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n. pl. feu·dal·i·ties
1. The quality or state of being feudal.
2. A feudal holding, system, or regime.


n, pl -ties
1. (Historical Terms) the state or quality of being feudal
2. (Historical Terms) a fief or fee


(fyuˈdæl ɪ ti)

n., pl. -ties.
1. the state or quality of being feudal.
2. a fief or fee.
[1695–1705; < French féodalité]
References in periodicals archive ?
This manipulative feudality in the political system would not have been possible without the mentality of the sub-proletarian clan culture:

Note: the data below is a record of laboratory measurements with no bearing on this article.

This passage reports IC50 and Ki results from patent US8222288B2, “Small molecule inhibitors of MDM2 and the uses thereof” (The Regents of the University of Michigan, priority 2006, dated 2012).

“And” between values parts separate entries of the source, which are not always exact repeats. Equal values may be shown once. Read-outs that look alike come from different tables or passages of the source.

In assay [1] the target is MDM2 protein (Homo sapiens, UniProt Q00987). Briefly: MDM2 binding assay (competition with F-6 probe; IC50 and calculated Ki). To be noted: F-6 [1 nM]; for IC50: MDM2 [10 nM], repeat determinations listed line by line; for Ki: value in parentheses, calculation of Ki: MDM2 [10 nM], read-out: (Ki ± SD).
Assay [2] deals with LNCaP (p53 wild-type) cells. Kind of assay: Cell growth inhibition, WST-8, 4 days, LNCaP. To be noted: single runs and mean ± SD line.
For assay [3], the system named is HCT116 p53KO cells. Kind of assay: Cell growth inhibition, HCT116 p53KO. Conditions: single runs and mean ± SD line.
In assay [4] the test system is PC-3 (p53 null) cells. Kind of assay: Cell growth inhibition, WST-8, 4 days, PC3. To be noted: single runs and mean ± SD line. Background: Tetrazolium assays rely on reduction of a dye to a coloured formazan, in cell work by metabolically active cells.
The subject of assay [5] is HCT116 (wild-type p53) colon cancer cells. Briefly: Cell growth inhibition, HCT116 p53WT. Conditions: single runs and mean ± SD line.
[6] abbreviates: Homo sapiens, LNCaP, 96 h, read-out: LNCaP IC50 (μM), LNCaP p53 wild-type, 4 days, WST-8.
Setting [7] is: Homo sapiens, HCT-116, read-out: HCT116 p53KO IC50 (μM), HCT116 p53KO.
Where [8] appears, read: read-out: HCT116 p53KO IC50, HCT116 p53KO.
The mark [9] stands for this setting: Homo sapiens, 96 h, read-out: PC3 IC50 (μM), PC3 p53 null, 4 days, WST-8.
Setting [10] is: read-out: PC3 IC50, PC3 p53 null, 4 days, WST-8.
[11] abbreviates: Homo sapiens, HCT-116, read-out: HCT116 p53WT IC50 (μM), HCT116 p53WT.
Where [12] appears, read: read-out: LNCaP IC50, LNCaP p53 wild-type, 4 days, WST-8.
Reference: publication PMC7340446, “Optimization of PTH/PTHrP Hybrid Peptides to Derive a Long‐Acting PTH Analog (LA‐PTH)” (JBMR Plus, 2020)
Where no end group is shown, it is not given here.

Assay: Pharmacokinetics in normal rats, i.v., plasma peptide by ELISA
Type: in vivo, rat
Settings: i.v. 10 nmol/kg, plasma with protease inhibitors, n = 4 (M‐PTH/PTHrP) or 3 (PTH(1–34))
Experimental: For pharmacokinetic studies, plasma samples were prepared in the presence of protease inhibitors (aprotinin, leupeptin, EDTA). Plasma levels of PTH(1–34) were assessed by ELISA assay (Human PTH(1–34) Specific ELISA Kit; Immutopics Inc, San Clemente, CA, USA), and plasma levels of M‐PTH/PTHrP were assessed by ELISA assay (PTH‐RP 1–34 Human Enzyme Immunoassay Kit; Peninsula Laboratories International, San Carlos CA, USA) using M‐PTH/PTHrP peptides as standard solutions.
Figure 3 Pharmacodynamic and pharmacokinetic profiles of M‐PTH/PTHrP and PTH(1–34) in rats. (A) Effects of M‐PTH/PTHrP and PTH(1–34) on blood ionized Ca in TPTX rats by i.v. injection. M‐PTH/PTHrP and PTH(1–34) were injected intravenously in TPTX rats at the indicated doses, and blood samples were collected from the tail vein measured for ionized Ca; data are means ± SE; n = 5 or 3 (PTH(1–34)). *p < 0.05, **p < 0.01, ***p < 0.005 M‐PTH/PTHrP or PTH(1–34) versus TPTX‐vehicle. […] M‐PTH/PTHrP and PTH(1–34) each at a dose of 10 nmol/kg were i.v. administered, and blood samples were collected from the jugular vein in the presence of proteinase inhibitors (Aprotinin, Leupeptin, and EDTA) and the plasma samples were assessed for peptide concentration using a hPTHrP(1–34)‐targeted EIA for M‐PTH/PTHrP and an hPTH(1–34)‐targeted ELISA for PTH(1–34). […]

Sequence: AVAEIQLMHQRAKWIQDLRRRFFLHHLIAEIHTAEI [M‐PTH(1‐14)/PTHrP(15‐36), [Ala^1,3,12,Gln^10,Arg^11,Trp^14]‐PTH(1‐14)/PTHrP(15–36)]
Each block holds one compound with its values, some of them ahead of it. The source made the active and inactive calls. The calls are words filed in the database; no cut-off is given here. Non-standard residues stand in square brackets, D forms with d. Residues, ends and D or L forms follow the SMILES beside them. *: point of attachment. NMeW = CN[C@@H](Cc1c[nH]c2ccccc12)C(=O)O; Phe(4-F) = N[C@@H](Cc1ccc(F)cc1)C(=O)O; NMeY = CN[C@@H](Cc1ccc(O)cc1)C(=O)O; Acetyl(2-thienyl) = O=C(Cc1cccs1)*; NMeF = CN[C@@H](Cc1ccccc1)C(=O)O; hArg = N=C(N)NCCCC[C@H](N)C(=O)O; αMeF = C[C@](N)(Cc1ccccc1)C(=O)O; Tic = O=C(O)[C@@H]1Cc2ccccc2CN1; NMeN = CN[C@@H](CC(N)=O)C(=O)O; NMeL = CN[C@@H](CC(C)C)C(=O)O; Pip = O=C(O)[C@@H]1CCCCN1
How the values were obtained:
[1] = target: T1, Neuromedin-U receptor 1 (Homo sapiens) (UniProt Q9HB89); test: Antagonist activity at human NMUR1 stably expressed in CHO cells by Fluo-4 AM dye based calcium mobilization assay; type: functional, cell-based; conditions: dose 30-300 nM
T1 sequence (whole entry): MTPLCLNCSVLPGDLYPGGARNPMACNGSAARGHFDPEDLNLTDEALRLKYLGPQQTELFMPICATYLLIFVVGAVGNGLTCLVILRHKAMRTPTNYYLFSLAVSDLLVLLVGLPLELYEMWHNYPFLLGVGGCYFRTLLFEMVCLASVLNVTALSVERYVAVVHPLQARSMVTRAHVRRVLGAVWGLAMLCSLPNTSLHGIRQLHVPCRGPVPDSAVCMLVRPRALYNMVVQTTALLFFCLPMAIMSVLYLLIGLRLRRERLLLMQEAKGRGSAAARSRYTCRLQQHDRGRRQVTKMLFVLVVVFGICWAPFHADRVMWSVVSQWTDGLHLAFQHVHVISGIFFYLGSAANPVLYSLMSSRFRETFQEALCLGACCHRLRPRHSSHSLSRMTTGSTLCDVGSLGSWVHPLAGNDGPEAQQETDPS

The present paper is not intended as a general overview of these two works nor as an evaluation of their contribution to the prolific season of studies on feudality in southern Italy in the modern age, since these aspects have already been the subject of pertinent considerations.
James Walker, a Charleston lawyer, went so far as to insist that "ours is in truth not so much slavery as feudality.
Amongst this, women played a role in the form of allocating funds from endowments, estates and feudality in order to build a new building, completion of unfinished buildings or renovation and restoration of old buildings.